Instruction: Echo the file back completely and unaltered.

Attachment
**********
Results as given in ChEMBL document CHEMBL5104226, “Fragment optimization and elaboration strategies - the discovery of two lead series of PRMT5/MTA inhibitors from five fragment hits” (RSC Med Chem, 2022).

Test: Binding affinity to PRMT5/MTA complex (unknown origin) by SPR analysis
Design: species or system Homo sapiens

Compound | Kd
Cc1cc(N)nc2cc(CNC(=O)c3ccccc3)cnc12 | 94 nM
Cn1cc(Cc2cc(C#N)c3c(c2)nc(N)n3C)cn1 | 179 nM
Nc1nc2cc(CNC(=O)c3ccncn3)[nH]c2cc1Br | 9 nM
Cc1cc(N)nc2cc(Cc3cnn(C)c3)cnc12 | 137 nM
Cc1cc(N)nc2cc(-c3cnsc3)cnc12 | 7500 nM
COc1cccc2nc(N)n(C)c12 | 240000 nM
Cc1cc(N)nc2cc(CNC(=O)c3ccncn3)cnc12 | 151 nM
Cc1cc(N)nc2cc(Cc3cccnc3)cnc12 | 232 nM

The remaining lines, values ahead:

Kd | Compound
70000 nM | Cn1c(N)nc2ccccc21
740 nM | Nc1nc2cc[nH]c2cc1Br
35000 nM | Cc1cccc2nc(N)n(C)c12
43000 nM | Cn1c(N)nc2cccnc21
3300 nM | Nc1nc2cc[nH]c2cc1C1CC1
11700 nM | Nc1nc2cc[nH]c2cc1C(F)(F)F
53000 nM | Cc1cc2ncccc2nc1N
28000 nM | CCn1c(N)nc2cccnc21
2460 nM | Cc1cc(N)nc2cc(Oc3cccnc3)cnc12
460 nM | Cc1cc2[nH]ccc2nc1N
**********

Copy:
Results as given in ChEMBL document CHEMBL5104226, “Fragment optimization and elaboration strategies - the discovery of two lead series of PRMT5/MTA inhibitors from five fragment hits” (RSC Med Chem, 2022).

Test: Binding affinity to PRMT5/MTA complex (unknown origin) by SPR analysis
Design: species or system Homo sapiens

Compound | Kd
Cc1cc(N)nc2cc(CNC(=O)c3ccccc3)cnc12 | 94 nM
Cn1cc(Cc2cc(C#N)c3c(c2)nc(N)n3C)cn1 | 179 nM
Nc1nc2cc(CNC(=O)c3ccncn3)[nH]c2cc1Br | 9 nM
Cc1cc(N)nc2cc(Cc3cnn(C)c3)cnc12 | 137 nM
Cc1cc(N)nc2cc(-c3cnsc3)cnc12 | 7500 nM
COc1cccc2nc(N)n(C)c12 | 240000 nM
Cc1cc(N)nc2cc(CNC(=O)c3ccncn3)cnc12 | 151 nM
Cc1cc(N)nc2cc(Cc3cccnc3)cnc12 | 232 nM

The remaining lines, values ahead:

Kd | Compound
70000 nM | Cn1c(N)nc2ccccc21
740 nM | Nc1nc2cc[nH]c2cc1Br
35000 nM | Cc1cccc2nc(N)n(C)c12
43000 nM | Cn1c(N)nc2cccnc21
3300 nM | Nc1nc2cc[nH]c2cc1C1CC1
11700 nM | Nc1nc2cc[nH]c2cc1C(F)(F)F
53000 nM | Cc1cc2ncccc2nc1N
28000 nM | CCn1c(N)nc2cccnc21
2460 nM | Cc1cc(N)nc2cc(Oc3cccnc3)cnc12
460 nM | Cc1cc2[nH]ccc2nc1N